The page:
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I would like to define a function that allows me to enter a symbolic expression in terms of x, raise that expression to the "n"th degree, then plot that expression from x=[-5,5]

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Justin S.
Justin S. on 10 Mar 2015
Essentially, I would like to create a function that is very similar to fplot(), where I can enter an expression, and a power I would like to raise it to. The range of x-values it will be plotted for will be constant at x=[-5,5]. Here is my latest attempt that has not worked:
function [ ] = nthDegree( funcDef, n )
%Plots the the input function to the "n-th" degree.
%
syms x ;
f = funcDef ;
y = matlabFunction(f)
Y = y.^n ;
fplot(Y,[-5,5])
end
Every attempt has resulted in the error message. Here is one such attempt:
nthDegree(x.^2,1)
Undefined function or variable 'x'.
Thanks for the help!

Answers (1)

Giorgos Papakonstantinou
Giorgos Papakonstantinou on 10 Mar 2015
Edited: Giorgos Papakonstantinou on 10 Mar 2015
Justin you have to define outside your function what is x. This is the reason why Matlab complains about x. It does not know what x is and therefore it is undefined.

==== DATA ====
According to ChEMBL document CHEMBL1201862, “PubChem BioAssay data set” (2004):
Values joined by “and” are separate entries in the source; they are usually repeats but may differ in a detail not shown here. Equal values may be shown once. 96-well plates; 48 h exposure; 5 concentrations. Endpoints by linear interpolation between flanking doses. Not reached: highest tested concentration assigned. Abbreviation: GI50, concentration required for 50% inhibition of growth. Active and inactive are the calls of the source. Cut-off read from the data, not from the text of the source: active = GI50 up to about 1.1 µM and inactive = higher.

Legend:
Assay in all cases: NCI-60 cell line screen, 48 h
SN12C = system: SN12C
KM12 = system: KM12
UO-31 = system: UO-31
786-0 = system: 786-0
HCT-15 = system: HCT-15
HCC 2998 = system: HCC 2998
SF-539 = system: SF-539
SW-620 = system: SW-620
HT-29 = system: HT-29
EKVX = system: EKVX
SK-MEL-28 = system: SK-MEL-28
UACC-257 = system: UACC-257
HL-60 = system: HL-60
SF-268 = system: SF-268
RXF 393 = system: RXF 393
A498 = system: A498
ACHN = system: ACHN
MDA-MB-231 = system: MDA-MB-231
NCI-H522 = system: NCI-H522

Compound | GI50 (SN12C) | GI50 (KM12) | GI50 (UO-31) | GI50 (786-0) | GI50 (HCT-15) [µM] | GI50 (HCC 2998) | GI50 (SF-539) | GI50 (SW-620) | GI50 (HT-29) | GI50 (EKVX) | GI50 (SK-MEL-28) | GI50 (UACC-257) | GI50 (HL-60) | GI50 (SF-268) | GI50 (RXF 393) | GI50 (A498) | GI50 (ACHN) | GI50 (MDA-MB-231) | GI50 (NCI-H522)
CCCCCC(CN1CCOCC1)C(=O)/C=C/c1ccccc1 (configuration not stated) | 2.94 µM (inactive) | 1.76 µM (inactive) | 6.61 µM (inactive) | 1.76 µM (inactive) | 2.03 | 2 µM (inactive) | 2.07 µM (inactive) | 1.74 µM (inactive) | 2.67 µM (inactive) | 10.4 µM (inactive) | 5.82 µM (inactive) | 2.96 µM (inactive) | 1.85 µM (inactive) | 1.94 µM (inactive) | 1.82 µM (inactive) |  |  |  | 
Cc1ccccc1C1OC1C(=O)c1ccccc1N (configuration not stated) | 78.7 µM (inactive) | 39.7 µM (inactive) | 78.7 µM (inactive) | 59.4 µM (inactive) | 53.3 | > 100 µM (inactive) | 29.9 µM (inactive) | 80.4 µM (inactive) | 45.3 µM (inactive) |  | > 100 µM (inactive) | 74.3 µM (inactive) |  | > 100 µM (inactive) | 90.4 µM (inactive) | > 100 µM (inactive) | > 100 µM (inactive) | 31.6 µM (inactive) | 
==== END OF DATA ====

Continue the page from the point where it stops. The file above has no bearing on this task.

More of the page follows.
Furthermore, you should replace the
Y = y.^n ;
with
Y = @(y) y(x)^n;
in order to get the input function to the nth power.
  2 Comments
Giorgos Papakonstantinou
Giorgos Papakonstantinou on 11 Mar 2015
What I am saying is that if you have your function as it is , and you issue,
syms x
nthDegree(x.^2,1)
you get an error.
Undefined function 'power' for input arguments of type 'function_handle'.
Error in nthDegree (line 7)
Y = y.^n;
Additionaly, after the statement,
y = matlabFunction(f);
y is not anymore a symbolic expression. It is a function handle. If you try to use fplot with a symbolic object, then Matlab would throw an error. fplot requires a function handle. If you want to plot a symbolic function you can use ezplot.
What do you mean with apostrophes, passing it as a string i.e. 'x.^2' in fplot? Yes it possible. I am quoting a part of the documentation:
fun must be:
  • The name of a function
  • A string with variable x that may be passed to eval, such as 'sin(x)', 'diric(x,10)', or '[sin(x),cos(x)]'
  • A function handle
I hope these answer your question.

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